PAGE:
All About Dorpers and Other Things
1. Dorper History
In the 1930’s, the South Africans decided they needed a
meat sheep able to produce a good export carcass in tough dry
conditions. They started by using snooty imported mutton rams
over hardy but loose local lassies. They found that this could be
done successfully as long as the “hardy” content did
not fall below 50%. However, this cross breeding required a
steady stream of suitable pure bred rams and ewes. Also, because
of the very diverse genetics between the parents, there would
have been a wide variation in the offspring. So it was decided to
develop a pure stable breed from Dorset Horn rams and Blackhead
Persian ewes. Thus the DOR-PER was developed and the first breed
society was established in 1950.
This breed was very successful, with a good carcass and hardy
constitution. But success, breed societies and show rings always
bring problems – there is always someone openly or secretly
trying to “improve” the breed by slipping a little
bit of this or that into the blood lines. And in the show rings,
selection criteria are forced to shift from the very practical
commercial criteria on which the breed was developed. Instead of
selecting for hardiness, fertility, mothering ability, shedding
and resistance to parasites and predators, the judges start
looking at secondary things such as body shape and colour. (That
is all you can see in the show ring, so show animals are judged
by appearances – colour and how well they have been shorn,
groomed and fed).
2. Dorpers and White Dorpers.
Some South African breeders did not appreciate more black
faces, so they decided they would like a white
“dorper”. It is hard to get a white sheep using Black
Head Persians, so a bit of the white Van Rooy sheep was slipped
into the blood lines. The white sheep was initially called a
“Dorian” and the White Dorper Society was formed in
1959. However in 1964, the two societies merged – one
society, two breeds - “Dorpers” and “White
Considering this history, it seems clear that no matter what
the breeders or the breed societies say, Dorpers and White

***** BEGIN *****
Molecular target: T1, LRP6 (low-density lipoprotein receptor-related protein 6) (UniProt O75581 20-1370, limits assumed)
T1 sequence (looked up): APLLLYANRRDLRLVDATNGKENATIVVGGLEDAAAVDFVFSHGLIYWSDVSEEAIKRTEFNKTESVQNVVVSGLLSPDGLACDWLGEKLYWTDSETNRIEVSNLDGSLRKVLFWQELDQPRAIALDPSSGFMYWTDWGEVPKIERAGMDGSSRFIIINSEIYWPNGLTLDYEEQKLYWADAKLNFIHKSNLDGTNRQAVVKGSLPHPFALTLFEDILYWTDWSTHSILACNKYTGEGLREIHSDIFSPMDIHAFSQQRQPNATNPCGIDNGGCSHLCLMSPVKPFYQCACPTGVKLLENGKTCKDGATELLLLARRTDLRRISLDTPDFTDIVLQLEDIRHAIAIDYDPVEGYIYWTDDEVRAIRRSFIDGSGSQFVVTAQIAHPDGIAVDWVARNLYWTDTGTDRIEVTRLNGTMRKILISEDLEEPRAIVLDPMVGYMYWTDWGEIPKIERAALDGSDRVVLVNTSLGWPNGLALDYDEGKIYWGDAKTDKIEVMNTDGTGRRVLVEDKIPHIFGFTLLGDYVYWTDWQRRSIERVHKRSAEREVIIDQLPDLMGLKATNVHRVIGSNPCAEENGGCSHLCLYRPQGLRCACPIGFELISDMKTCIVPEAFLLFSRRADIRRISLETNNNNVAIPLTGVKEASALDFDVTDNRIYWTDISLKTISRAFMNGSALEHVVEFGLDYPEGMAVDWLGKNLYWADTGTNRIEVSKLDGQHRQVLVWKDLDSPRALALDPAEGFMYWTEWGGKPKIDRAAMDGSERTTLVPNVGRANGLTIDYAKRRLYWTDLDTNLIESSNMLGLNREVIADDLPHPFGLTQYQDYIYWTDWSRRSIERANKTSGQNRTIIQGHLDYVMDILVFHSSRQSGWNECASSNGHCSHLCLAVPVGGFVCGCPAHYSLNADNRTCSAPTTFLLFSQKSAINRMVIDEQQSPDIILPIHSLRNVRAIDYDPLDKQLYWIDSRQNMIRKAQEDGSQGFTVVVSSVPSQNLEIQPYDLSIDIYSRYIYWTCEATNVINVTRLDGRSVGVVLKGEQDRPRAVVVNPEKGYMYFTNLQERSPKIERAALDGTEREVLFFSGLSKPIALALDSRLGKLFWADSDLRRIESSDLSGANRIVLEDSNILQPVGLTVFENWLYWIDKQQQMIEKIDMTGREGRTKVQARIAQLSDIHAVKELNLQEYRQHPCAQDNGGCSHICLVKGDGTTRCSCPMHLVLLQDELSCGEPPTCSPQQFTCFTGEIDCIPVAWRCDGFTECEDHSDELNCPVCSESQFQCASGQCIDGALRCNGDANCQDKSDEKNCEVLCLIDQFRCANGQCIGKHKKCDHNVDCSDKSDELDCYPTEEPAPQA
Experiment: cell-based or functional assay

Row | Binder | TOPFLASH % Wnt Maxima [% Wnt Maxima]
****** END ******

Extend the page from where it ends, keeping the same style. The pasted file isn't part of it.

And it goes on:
Dorpers are different breeds of sheep – the White Dorper
has different genetic origins, and more emphasis on colour in the
development of the breed. There is little if any
Sherana has decided to go with the (black headed) dorper, for
a few reasons. Firstly, because it is closer to the original
hardy animal that started the breed. Secondly, it has been a
developed breed for longer. That should mean it is more
prepotent, with more concentrated genetics – ie there is a
better chance that offspring will resemble their parents, and
selection of breeding animals is more predictable. Thirdly, the
black skin is better for skin cancer, an important consideration
for the northern half of Australia. Finally, White Dorpers
generally cost more – maybe twice or three times the
So, if you have soft irrigated pastures in Victoria, with
upper class, all-white Stud Merino breeders next door, by all
means go with white dorpers, and maybe the merino men will not
notice. But for the battlers in outback and northern Australia,
stick to the hardier breed with black heads - they are real
3. Dorpers, Wool and Tails
Dorpers are described as “hair sheep”. But unlike
damaras, they do have a wool component in their genetic
background (from Dorset Horn). However, for decades, dorper
breeders have been selecting for good shedders. A good dorper
nowadays sheds well on their legs, belly and behind, but leaves a
blanket on their back. This blanket provides some protection from
sun, cold and biting insects. We have never seen a fly blown
dorper, and they do not need crutching.
If you are buying dorpers, try not to buy one that has been
shorn, as this is a good way to hide the evidence of shedding